I love when I start getting pounds upon pounds of sweet, fresh, delicious tomatoes from the farm each August. I tend to make caprese like it’s going out of style, and I use tomatoes in so many other dishes, but there’s always enough to make at least one, if not several, large batches of sauce. And I absolutely love being able to pluck a container of homemade sauce out of the freezer mid-winter when I want some comfort food.
This is more like rough documentation rather than exact amounts or specific timing. I have a basic process that I like to follow, but I adjust everything to what I’m in the mood for at the time.
- lots and lots of tomatoes
- garlic, minced
- fresh oregano
- fresh basil
- butter and/or olive oil
- salt and pepper
- Slice an X into the bottom of each tomato and boil for 45 seconds. Transfer to a cold water bath. Peel tomatoes. Slice in half and try to remove as many of the seeds as possible. When I’m making a large batch I end up getting rather lazy with seed removal by the time I’ve gone through so many tomatoes. ;)
- Dice onion, carrots, and celery and saute for about 10 minutes in a large pan with olive oil and/or butter.
- Add garlic, cook for a minute, then add tomatoes.
- Simmer for about 45 minutes and remove from heat.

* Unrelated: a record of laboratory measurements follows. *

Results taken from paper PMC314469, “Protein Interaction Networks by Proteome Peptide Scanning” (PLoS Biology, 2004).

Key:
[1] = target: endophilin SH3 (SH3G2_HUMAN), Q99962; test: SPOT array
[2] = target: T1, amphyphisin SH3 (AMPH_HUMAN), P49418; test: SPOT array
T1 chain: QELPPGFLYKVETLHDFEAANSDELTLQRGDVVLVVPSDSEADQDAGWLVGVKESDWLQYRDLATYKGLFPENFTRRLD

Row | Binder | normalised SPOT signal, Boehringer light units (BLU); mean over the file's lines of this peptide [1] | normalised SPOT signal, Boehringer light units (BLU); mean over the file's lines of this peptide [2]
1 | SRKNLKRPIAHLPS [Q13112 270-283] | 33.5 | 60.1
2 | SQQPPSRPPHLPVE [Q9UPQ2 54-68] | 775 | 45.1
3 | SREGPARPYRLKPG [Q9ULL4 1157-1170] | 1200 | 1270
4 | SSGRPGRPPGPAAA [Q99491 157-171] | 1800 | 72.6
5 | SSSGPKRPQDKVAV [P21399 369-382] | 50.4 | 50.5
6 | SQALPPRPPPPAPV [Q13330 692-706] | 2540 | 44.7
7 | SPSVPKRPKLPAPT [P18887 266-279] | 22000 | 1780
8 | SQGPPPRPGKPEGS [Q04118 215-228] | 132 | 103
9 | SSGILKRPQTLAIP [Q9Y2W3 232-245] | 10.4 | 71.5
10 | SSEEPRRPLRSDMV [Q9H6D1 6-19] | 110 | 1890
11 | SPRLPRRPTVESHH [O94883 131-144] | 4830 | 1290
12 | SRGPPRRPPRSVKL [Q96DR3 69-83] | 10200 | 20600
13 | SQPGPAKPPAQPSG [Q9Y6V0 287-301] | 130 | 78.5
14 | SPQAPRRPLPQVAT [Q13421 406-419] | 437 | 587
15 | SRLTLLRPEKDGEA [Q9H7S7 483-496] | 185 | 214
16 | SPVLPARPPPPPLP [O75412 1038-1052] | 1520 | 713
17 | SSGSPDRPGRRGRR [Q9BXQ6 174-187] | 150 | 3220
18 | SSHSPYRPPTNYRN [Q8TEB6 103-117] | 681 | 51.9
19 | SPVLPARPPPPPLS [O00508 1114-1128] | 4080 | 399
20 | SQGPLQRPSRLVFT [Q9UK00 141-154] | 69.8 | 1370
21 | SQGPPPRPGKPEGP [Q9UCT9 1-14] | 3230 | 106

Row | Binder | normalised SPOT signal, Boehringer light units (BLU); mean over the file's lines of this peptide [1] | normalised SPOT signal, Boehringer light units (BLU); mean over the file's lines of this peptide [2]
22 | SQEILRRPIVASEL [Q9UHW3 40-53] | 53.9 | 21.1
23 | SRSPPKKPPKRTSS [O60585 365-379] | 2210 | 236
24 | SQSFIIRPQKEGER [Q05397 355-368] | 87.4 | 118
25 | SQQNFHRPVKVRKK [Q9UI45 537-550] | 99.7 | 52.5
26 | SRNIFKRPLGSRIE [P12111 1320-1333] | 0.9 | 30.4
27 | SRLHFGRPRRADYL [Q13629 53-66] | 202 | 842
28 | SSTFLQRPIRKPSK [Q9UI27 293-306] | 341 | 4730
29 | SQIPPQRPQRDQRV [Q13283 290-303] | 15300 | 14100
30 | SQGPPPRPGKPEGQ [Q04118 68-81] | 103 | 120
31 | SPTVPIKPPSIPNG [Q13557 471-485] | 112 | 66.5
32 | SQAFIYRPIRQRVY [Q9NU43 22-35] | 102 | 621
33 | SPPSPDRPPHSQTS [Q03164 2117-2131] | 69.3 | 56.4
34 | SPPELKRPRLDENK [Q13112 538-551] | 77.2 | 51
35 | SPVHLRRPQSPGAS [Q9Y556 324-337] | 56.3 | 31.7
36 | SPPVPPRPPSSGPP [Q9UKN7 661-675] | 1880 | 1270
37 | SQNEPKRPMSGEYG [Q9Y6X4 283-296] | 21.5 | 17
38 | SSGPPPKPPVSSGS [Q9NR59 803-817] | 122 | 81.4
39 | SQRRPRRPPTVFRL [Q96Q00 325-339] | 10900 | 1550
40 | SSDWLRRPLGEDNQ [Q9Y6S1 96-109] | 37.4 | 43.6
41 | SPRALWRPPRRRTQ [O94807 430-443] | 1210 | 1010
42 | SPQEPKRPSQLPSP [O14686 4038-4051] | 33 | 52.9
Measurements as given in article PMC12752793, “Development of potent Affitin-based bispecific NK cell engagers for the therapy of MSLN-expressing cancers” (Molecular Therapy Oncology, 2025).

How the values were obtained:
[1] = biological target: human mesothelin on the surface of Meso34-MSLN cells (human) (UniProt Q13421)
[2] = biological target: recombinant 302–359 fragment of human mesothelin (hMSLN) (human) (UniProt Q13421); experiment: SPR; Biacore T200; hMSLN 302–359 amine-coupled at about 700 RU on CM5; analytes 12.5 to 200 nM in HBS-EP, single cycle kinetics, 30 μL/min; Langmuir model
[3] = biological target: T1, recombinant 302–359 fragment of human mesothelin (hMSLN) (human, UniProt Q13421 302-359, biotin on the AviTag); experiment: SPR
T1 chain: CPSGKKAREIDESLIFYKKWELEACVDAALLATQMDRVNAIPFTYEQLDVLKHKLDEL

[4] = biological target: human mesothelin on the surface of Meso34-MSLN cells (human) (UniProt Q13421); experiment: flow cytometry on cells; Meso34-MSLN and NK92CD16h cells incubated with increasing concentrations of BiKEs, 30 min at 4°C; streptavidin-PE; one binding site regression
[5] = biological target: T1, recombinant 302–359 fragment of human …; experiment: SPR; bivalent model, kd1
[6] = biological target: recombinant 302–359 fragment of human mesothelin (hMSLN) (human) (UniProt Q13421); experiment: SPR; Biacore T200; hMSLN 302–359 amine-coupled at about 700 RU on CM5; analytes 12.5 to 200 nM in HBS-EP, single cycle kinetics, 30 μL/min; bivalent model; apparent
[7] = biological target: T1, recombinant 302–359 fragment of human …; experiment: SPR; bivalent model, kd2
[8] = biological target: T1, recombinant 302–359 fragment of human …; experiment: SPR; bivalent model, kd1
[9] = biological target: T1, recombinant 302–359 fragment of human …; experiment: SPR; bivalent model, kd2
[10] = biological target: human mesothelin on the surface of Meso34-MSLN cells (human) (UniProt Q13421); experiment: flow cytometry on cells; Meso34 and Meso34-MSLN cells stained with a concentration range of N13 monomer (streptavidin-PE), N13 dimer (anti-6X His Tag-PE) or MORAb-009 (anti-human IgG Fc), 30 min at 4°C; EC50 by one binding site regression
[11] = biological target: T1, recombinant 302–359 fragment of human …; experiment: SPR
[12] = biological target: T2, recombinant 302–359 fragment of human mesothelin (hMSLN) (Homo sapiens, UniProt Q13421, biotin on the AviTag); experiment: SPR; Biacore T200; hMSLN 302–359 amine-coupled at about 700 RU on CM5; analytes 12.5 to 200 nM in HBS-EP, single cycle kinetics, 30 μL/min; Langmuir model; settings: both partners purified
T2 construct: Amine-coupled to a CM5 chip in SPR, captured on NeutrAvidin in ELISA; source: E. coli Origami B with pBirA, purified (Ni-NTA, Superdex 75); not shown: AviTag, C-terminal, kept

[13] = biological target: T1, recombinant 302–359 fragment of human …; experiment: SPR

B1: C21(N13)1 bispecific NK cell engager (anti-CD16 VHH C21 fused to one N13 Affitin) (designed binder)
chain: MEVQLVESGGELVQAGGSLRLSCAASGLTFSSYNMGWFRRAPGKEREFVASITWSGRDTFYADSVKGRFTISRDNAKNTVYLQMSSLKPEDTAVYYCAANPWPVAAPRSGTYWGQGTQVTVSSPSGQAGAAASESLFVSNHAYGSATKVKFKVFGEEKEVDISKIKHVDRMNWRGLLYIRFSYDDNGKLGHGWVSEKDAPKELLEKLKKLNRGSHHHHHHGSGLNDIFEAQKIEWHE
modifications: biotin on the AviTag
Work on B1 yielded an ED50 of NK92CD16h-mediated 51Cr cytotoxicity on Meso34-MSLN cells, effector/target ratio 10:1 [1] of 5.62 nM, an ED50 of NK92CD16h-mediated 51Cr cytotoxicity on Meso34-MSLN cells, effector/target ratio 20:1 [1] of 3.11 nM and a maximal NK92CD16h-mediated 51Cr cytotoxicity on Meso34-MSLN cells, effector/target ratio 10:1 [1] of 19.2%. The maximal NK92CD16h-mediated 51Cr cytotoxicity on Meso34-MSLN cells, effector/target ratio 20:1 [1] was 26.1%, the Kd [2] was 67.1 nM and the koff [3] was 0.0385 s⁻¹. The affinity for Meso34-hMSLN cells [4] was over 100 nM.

- If I want a smooth, less chunky sauce then I’ll puree the sauce to my desired thickness with an immersion blender. Otherwise skip this step for chunky sauce.
- Add julienned fresh basil, oregano, more minced garlic, and season with salt and pepper to taste.
- Bring to a simmer for another 10-15 minutes.
- Serve as is or cool and store.
A lot of times before serving sauce, whether freshly made or pulled out of the fridge or freezer, I’ll doctor is up quite a bit. I’ve added red wine to batches in the past, but for the most part I’ve found that it makes the sauce a bit too sweet for me, even if I use a bold, dry red. Some of the items I tend to add are:
- Saute onions and garlic in butter
- Add meat to the pan (ground beef, pork, or sausage, or maybe chicken thighs)
- Add other veggies to the pan (most often mushrooms, but sometime eggplant, zucchini, peppers, etc)
- Add crushed red pepper flakes
- Then add sauce to pan and add even more fresh basil (and more fresh garlic if you want some bite)
- Add cream and/or vodka
- Top with grated fresh Parmesan